10 May 2010

Uganda: Men Are Key in Helping Reduce Death of Mothers - First Lady

Kampala — MEN can take part in curbing maternal mortality rates in Uganda by being fathers to their children as early as conception or before, through planning for their children says the First Lady, Janet Museveni.

She said this during the launch of a two-month campaign for accelerated reduction of maternal mortality in Uganda (CARMMA), on May 5, Namboole Stadium. The campaign is spearheaded by the Ministry of Health in partnership with then United Nations Populations Fund (UNFPA), Save the Children in Uganda and other partners.

It is a national response to the African Union-initiated campaign which was launched at continental level in Addis Ababa during a meeting of health ministers in July 2009.

Ten other countries within sub-Saharan Africa have also launched the campaign.

Mrs. Museveni explained that men accompanying their pregnant wives for antenatal visits and deliveries, helping them achieve the nutritional status they need is far more important than paying school fees, which is when men presume that true parenting starts.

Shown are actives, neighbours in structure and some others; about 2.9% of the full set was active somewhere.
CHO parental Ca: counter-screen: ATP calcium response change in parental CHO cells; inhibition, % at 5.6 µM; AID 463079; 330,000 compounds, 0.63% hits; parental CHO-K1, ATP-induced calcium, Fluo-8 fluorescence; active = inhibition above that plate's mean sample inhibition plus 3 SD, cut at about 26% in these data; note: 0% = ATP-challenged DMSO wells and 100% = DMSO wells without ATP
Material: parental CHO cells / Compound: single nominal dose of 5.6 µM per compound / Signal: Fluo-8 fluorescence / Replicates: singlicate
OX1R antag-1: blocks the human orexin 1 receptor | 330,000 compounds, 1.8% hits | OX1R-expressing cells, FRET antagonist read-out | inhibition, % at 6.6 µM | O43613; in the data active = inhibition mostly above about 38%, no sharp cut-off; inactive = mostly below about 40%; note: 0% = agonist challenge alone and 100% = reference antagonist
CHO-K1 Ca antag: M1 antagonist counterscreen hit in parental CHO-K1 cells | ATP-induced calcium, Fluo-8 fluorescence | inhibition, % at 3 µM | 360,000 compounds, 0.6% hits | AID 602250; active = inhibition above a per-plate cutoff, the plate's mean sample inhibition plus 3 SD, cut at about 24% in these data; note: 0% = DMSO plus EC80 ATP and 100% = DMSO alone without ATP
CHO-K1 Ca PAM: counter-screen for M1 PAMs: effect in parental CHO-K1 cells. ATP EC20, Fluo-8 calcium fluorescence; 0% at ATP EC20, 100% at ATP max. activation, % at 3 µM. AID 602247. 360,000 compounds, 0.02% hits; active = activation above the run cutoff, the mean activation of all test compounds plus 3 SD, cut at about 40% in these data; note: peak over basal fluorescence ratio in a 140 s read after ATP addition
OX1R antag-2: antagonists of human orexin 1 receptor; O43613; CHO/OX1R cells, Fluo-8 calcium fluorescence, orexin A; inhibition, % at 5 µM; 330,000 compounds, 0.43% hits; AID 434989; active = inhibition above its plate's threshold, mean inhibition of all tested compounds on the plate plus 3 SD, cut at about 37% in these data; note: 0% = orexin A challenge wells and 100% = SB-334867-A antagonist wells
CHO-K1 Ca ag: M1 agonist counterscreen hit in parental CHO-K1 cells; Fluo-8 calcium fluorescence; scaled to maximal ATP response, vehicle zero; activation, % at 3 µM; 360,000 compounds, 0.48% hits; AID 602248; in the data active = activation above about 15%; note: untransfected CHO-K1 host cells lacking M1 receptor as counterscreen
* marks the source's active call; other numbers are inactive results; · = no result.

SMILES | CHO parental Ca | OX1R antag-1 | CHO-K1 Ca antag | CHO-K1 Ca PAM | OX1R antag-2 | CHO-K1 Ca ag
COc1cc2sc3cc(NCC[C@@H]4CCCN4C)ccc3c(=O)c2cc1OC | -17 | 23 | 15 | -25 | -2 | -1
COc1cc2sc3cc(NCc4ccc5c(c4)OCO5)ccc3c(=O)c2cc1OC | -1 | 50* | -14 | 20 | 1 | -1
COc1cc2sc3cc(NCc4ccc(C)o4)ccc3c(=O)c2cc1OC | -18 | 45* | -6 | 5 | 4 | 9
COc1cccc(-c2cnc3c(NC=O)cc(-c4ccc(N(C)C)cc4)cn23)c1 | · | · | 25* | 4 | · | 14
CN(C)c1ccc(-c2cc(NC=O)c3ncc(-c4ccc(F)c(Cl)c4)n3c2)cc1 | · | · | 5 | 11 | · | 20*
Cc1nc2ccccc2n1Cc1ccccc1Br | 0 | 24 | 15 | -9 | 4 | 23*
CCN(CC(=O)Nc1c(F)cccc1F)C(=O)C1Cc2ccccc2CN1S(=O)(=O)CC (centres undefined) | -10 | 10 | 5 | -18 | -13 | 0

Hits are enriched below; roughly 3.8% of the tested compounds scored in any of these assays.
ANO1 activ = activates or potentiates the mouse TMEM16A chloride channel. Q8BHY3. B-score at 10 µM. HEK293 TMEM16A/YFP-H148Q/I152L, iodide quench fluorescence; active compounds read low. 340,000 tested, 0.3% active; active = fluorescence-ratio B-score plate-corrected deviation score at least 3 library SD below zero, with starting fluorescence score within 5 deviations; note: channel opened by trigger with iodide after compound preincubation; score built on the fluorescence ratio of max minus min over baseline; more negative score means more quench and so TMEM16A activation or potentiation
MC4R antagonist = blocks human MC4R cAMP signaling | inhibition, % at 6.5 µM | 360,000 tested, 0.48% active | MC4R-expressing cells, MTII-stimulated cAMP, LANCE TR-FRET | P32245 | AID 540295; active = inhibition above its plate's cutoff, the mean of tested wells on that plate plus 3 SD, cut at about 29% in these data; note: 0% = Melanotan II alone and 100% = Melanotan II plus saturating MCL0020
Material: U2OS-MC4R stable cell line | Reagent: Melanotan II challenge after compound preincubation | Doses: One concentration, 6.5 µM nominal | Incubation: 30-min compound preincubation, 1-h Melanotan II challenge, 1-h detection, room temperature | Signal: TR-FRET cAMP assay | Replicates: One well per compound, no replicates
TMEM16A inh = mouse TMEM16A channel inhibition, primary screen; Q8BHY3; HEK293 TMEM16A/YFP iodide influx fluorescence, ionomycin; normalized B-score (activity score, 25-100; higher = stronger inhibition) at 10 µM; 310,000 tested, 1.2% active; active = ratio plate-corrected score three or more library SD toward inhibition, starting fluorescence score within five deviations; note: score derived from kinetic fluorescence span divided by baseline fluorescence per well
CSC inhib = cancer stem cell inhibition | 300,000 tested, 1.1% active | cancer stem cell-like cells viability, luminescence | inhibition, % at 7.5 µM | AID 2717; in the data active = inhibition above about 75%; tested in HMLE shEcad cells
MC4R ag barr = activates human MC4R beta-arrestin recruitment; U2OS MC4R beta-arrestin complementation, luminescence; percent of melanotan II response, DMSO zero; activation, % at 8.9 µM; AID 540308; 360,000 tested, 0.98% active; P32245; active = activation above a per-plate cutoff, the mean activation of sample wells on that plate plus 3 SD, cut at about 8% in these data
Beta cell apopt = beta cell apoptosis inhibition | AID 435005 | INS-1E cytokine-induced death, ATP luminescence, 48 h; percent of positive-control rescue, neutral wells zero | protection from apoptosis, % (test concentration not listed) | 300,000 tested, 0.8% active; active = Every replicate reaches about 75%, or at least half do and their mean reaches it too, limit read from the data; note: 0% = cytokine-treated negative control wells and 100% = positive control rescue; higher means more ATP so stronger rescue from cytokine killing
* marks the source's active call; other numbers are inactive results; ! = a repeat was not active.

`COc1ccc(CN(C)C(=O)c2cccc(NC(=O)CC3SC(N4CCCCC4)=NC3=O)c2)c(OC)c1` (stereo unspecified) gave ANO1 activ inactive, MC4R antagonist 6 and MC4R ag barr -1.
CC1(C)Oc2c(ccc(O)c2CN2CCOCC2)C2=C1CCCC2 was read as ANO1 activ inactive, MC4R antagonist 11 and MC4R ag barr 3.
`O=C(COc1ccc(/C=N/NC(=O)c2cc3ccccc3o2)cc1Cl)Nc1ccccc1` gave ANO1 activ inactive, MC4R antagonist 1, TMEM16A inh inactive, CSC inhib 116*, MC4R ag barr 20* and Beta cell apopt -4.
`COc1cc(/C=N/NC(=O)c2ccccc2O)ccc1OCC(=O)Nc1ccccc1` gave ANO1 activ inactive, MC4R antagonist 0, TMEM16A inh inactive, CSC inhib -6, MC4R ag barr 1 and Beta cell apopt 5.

The launch of the campaign coincided with the International Day of Midwives. Abigail Kyei of the International Confederation of Midwives, said to achieve the millenium development goal 5 - reduction of maternal mortality rate - more midwives have to be trained and equipped to promote safe motherhood.

Dr Richard Nduhura, the state minister for health, said the ratio of maternal death in Uganda is 435 deaths per 100,000 live births.

He said these deaths stem from delays at home, cultural and religious practices that bar women from seeking medical help and early marriages, which can all be avoided. Ignorance about the danger signs during pregnancy and delayed intervention are other causes .

The UN family pledged to support national efforts towards the appropriate training and recruitment of midwives and boost the morale of those working to ensure that women access health centres for deliveries and family planning in rural areas where there is dire need.

"The status of women leaves a lot to be desired much as the government has done a lot to ameliorate it," said Hon Janet Museveni.

UNFPA and the Government have joined hands to improve on the midwifery services in the country. Mrs. Museveni said strengthening health facilities by well equipping and well staffing, coupled with improving the terms and conditions of the health workers will also see maternal death take a downward trend.

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